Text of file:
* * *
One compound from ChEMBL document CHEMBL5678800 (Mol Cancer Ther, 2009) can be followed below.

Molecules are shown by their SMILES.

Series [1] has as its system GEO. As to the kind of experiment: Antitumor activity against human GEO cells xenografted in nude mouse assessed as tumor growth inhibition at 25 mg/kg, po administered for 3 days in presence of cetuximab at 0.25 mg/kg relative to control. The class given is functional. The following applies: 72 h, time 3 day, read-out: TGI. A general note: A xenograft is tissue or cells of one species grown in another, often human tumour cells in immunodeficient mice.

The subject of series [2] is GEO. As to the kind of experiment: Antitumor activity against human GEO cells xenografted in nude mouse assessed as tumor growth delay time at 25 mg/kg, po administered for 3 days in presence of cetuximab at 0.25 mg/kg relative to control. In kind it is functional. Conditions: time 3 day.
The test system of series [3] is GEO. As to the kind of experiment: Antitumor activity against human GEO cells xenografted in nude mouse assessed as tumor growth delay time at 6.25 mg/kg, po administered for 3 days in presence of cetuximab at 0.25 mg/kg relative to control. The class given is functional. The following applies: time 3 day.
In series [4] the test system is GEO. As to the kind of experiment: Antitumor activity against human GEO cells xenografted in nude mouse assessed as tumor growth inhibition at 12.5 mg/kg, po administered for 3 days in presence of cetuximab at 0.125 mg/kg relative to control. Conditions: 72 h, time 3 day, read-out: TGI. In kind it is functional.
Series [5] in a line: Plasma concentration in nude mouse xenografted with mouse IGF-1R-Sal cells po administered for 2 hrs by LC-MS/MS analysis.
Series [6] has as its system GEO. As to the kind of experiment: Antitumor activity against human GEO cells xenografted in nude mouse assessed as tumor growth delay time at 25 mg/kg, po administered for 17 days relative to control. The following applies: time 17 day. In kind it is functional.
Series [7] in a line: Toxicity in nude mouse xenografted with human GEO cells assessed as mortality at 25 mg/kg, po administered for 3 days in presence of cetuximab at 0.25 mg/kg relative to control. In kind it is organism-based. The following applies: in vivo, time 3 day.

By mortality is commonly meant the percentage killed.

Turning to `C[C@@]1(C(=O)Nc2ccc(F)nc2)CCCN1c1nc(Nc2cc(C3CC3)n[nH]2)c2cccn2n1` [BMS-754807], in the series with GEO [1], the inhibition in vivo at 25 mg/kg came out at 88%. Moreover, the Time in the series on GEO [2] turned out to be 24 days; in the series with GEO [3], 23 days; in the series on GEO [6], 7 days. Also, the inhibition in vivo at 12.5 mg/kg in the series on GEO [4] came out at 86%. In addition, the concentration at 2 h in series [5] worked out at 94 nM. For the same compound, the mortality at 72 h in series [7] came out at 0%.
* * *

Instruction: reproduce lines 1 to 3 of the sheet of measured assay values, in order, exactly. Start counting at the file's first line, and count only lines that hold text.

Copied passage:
One compound from ChEMBL document CHEMBL5678800 (Mol Cancer Ther, 2009) can be followed below.

Molecules are shown by their SMILES.

Series [1] has as its system GEO. As to the kind of experiment: Antitumor activity against human GEO cells xenografted in nude mouse assessed as tumor growth inhibition at 25 mg/kg, po administered for 3 days in presence of cetuximab at 0.25 mg/kg relative to control. The class given is functional. The following applies: 72 h, time 3 day, read-out: TGI. A general note: A xenograft is tissue or cells of one species grown in another, often human tumour cells in immunodeficient mice.